Leicester's seemingly unthinkable Premier League triumph is the greatest sporting upset of the modern era, according to the bookmakers.
The Foxes have defied the longest of feasible odds to lift the trophy, with Sky Bet reporting it is the first time they have ever paid out a single outright bet at 5,000/1.
It has also resulted in their largest ever payout, with £4.6m coughed up to punters, with the industry as a whole paying approximately £20m.
To contextualise their feat, here's a look at what the bookies consider the greatest professional sporting upsets of the modern era...
Ben Curtis and Todd Hamilton winning The Open (both 500/1)
Royal St George's Golf Club, in the south of England, has produced some of the great Open champions. Bobby Locke, Walter Hagen and Henry Cotton were among those to triumph there in the first part of the 20th century; in the second part, greats like Greg Norman and Sandy Lyle followed suit. But in 2003, an unknown American by the name of Ben Curtis won by a single shot from Vijay Singh and Thomas Bjorn in what at the time was the single biggest upset in the history of golf.
However, if Curtis expected his stay as the most surprising winner of The Open to last, he was mistaken. Just one year later, compatriot Todd Hamilton ensured at least a share of that title as he beat Ernie Els in a play-off for the Claret Jug.
Greece win Euro 2004 (300/1)
Having been placed in the fourth pot for the draw, hosts Portugal were expecting to kick off the competition with a comfortable triumph in their opening match against Otto Rehhagel's men. However, in the space of 23 days they were embarrassed twice by a Greece side which mastered the art of stifling, winning 1-0 in a turgid yet remarkable final.
Goran Ivanisevic winning Wimbledon (250/1)
Ivanisevic became the first ever wildcard to win the men's singles when he won the 2001 Wimbledon title, breaking British hearts by trumping Tim Henman is the semi-finals before beating Pat Rafter in an epic final. His 9-7 fifth-set triumph completed the greatest Grand Slam upset in the open era, which will have been all the more satisfying given his three previous final losses at SW19.
Manchester United win the 1999 treble (100/1)
Sir Alex Ferguson's time at Manchester United will go down as the most successful in the club's history, with the peak being their 1998/99 campaign, when the Premier League, FA Cup and Champions League trophies were landed. The triumph was all the more remarkable because of the nature of their European triumph, when Teddy Sheringham and Ole Gunnar Solskjaer scored in extra-time to secure a 2-1 victory over Bayern Munich. United hit odds of 500/1 in-play to win that final without extra-time, a feat which will be etched into footballing legend.
Norton's Coin wins Cheltenham Gold Cup in 1990 - 100/1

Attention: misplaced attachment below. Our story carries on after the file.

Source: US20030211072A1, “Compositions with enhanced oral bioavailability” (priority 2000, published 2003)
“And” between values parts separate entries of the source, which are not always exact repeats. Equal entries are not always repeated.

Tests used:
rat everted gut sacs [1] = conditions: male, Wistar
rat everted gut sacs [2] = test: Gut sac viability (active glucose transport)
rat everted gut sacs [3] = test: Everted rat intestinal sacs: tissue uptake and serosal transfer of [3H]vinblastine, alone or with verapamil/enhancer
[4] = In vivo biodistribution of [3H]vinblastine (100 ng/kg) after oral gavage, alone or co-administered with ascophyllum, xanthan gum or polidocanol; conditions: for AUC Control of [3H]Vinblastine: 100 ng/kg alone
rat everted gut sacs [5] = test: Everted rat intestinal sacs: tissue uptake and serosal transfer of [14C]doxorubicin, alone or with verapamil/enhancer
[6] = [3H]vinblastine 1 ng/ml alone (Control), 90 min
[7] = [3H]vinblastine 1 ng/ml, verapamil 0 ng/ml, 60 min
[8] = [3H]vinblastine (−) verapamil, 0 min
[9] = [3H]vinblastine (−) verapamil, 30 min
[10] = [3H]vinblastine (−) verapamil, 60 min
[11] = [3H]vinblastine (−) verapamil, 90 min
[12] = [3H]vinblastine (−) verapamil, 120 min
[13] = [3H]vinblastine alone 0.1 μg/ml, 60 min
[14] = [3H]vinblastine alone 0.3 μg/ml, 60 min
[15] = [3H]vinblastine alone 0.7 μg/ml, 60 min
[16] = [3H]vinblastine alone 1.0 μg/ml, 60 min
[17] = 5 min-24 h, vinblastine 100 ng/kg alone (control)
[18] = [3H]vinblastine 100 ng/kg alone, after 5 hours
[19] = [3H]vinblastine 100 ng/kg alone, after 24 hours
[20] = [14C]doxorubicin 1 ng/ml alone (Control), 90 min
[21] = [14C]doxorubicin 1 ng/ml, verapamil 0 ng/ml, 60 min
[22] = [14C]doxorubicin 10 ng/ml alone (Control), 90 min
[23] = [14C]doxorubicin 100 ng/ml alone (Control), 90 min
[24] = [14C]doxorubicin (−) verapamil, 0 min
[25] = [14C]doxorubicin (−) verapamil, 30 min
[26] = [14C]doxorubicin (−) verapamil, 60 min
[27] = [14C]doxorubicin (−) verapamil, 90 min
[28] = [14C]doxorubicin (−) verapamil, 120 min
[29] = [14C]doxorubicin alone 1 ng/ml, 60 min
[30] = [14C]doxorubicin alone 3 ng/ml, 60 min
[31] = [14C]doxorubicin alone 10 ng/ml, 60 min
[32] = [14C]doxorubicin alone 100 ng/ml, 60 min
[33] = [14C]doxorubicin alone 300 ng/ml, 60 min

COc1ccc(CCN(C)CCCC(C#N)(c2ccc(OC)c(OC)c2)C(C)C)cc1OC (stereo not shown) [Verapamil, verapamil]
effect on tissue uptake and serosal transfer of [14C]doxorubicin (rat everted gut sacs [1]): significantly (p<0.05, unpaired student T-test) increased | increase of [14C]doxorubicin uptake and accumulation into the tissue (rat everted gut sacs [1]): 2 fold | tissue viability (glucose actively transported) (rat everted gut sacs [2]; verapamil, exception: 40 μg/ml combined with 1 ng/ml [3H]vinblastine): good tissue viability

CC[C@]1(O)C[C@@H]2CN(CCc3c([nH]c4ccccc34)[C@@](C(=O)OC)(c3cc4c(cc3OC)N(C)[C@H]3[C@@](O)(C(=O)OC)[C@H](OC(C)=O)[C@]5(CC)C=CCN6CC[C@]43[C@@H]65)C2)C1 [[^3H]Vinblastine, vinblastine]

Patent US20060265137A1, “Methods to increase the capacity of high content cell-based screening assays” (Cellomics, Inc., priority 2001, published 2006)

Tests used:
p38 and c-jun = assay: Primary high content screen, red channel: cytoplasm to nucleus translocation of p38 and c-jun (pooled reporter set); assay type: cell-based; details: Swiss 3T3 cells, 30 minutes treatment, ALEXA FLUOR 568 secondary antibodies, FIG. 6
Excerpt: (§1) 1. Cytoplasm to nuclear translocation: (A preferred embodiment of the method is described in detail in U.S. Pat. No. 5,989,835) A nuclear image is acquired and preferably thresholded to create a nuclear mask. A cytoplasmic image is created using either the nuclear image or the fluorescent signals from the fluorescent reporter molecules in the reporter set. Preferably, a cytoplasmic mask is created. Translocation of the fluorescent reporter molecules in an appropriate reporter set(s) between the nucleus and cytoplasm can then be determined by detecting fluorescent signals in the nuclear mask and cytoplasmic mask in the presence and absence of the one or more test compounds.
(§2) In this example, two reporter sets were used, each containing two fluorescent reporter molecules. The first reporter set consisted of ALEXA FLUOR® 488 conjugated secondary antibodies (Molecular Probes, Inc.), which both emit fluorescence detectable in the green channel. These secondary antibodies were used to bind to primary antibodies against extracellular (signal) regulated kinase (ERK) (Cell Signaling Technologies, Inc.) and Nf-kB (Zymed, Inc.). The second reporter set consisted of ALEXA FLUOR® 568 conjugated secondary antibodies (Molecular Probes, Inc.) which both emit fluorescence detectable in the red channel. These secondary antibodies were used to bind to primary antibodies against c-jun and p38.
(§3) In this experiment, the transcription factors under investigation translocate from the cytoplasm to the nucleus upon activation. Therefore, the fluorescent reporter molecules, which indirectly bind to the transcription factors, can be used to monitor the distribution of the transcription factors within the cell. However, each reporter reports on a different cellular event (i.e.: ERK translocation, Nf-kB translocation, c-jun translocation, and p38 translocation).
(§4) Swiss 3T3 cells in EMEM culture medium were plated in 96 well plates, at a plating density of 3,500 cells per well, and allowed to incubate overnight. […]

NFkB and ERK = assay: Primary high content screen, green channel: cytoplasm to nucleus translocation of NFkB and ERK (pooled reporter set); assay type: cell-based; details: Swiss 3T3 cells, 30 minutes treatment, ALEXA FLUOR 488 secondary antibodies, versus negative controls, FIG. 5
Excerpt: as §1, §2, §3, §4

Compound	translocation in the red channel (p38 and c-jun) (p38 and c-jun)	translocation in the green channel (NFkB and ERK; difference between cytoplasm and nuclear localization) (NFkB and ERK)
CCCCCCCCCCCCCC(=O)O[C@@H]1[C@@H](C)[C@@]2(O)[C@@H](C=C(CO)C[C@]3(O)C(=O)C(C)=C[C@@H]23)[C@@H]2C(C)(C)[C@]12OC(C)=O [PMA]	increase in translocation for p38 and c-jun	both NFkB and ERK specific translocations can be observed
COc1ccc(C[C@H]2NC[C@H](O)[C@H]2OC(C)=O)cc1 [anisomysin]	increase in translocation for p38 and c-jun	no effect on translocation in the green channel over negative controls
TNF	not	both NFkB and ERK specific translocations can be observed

There have been several horses and individuals that have upset the odds in the world of horse racing. Mon Mome won the 2009 Grand National at 100/1, Maoi Chinn Tire won at Wetherby in October 2010 at 200/1 and Equinoctial even usurped those odds with a 250/1 win at Kelso in November 1990. And then there was Frankie Dettori's 'Magnificent Seven' at Ascot in September 1996, when he went through the card to leave the bookies on their knees. But the biggest upset was surely Norton's Coin in the 1990 Cheltenham Gold Cup at 100/1. Trained by a Welsh dairy farmer, Sirrell Griffiths, he only had two stablemates and had finished last in the King George and ninth of ten in the Victor Chandler Chase prior to his unexpected success at the Festival, where he beat Toby Tobias and the great Desert Orchid.
Wimbledon winning 1988 FA Cup (80/1)
The 'Crazy Gang' will go down as the greatest odds defiers in FA Cup history, having overcome odds of 16/1 just to win the final. Oddschecker suggest that their odds of 80/1 would have been even longer had there been an established price comparison website around to drive clearer competition between bookmakers, but their price would have still been nowhere near 5000/1 due to the nature of cup competition. Wimbledon had only just completed their second season in the top flight and were competing in their first cup final, making the 1-0 victory over Liverpool the most remarkable in Wembley's history.
Japan to beat South Africa in the 2015 Rugby World Cup (66/1)
Japan pulled off probably the greatest upset in World Cup history with a thrilling last-minute 34-32 victory over two-time winners South Africa in 2015. The Brave Blossoms, coached by Australian Eddie Jones, defied odds of 66/1 to stun the Springboks and send the crowd wild. Karne Hesketh crossed for a match-winning try in the dying embers as the 1/500 pre-match favourites were slain. It proved to be Japan's only victory of the tournament but one that will live long in the memory.